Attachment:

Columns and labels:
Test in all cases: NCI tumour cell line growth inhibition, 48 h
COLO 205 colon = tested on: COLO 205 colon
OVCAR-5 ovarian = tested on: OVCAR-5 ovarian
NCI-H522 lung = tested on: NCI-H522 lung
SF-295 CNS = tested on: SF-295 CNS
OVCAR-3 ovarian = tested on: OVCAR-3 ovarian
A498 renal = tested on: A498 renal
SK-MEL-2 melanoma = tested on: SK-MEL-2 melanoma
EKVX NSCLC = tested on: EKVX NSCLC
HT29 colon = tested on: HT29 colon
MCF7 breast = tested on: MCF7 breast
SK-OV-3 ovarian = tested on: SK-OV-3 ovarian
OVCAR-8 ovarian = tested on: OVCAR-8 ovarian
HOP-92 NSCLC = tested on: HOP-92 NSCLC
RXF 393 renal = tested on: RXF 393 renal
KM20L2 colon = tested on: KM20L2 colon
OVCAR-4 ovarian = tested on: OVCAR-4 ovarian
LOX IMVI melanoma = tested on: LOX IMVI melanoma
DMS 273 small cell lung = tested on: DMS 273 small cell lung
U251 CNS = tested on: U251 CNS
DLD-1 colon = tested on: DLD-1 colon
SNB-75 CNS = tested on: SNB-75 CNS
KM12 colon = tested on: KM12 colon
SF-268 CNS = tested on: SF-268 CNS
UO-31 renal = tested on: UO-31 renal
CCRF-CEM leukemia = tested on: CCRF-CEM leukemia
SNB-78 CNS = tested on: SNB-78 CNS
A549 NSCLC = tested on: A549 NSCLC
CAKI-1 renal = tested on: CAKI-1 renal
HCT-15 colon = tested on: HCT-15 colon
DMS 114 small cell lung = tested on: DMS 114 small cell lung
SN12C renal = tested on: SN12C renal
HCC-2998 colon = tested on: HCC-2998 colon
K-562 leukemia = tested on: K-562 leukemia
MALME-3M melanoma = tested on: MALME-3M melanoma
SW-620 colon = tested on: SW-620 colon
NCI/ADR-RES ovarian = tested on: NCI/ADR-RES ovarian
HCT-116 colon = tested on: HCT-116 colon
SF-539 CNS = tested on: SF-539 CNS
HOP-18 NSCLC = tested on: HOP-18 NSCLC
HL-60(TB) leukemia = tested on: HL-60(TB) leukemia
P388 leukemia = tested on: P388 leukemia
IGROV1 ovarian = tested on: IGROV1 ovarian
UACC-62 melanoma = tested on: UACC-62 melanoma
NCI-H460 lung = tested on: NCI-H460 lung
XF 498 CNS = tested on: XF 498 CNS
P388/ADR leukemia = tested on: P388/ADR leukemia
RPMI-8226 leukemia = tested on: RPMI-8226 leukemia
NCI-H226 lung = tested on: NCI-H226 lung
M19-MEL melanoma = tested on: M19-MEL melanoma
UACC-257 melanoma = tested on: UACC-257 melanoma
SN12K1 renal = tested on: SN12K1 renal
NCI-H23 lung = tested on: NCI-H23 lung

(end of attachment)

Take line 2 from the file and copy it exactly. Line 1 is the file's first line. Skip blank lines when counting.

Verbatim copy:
Test in all cases: NCI tumour cell line growth inhibition, 48 h